According to the findings, the average speed of a bus on an SBS route was 8.9 mph, while buses still on local routes travel at an average speed of 7.4 mph. Worse yet, the SBS routes and local routes share a dismal 62 percent on-time performance.
Given the consternation from some residents when the city decides to bring an SBS route to their neighborhood – mostly in light of lost parking and travel lanes for passenger vehicles – is it really worth all of the trouble to force them into existence?
One issue is the city's slow pace of implementing Transit Signal Priority, which synchs upcoming traffic lights with buses. To date, only three lines have the technology installed on the entirety of their routes.
But one of the biggest problems is trucks and cars parking in the bus-only lane. How Department of Transportation officials didn't see this as a potentially huge problem is beyond us.
Did they really think painting a green lane marked “buses only” would prevent New Yorkers from parking or driving in it?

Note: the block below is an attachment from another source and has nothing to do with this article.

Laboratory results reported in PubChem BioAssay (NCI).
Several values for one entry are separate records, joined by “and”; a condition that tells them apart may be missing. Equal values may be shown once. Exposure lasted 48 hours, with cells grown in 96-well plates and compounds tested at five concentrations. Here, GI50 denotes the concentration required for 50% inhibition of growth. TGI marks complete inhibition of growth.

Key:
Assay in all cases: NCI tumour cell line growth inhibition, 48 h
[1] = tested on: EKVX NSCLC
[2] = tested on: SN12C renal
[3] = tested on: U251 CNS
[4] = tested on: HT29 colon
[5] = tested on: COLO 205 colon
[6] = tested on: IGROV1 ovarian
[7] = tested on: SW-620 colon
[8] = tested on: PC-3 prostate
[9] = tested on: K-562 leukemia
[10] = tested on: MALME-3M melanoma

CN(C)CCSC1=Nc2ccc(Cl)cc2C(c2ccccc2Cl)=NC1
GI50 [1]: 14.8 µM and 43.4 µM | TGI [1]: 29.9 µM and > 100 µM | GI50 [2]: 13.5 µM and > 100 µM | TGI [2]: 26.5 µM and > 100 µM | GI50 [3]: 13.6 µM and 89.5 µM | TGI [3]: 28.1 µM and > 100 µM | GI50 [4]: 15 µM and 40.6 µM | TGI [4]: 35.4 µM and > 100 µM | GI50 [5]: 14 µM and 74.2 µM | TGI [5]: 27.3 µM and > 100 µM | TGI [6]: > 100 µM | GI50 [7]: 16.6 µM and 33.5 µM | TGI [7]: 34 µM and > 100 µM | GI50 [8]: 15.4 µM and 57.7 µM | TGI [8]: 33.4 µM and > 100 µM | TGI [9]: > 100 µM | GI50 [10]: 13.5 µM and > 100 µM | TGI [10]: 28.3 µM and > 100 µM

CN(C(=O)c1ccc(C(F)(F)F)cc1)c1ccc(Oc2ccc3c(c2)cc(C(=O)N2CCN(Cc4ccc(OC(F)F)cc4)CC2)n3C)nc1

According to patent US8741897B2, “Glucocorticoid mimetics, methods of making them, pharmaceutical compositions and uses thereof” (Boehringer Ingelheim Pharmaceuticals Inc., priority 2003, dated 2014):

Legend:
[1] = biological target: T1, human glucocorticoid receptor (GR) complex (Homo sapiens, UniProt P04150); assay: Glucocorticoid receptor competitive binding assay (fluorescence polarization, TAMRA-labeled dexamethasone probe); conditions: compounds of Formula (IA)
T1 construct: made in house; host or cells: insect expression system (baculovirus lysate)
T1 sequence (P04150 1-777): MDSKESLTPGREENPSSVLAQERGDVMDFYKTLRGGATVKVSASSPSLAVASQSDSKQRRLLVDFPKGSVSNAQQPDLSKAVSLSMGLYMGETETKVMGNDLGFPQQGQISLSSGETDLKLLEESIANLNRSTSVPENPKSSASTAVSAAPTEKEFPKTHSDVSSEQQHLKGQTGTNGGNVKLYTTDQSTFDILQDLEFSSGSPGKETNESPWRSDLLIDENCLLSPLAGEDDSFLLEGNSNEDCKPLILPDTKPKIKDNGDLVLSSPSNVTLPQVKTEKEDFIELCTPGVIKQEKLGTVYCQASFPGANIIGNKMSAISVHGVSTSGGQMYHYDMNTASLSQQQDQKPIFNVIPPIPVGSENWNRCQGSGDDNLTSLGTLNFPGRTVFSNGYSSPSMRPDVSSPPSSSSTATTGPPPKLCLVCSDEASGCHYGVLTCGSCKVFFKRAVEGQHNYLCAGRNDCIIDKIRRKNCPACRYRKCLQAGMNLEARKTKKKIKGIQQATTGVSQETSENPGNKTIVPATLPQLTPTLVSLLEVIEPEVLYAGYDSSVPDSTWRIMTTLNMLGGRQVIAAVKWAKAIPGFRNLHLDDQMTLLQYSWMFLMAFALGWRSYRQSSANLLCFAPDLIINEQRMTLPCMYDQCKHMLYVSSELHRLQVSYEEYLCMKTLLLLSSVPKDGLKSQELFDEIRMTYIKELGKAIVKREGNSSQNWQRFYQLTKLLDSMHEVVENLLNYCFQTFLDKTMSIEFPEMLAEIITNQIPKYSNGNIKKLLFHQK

During the 18-month period the comptroller studied the SBS routes, there were 683,000 tickets issued for bus lane and bus stop obstructions.
Tickets as a matter of enforcement are fine, but a ticket doesn't move the car of truck in that moment. Likewise, for trucks making deliveries, tickets are just a part of doing business for a company. If ensuring all your deliveries get to your customers on time means a ticket or two during the day, just add it in as a cost of doing business.
In fact, 28 percent of all violations were issued to vehicles with five or more infractions, and 1,105 vehicles had between 25 and 49 bus stop violations. One commercial vehicle had 870 violations in 18 months!
Passenger vehicles outnumber commercial vehicles when talking about a low number of violations, but as the violations increase, the perpetrator tally shifts dramatically to the “commercial” side of the ledger.
And the report found that the issues are causing a marked decrease in riders, with some SBS routes losing approximately 20 percent of ridership.
Obviously, enforcement isn't the solution, and if the city can't figure out how to keep vehicles out of the bus lanes, then it shouldn't be in such a rush to add SBS lanes if it is a controversial move.
Unless the SBS lanes are intended to generate ticket revenue, in which case they are working fabulously!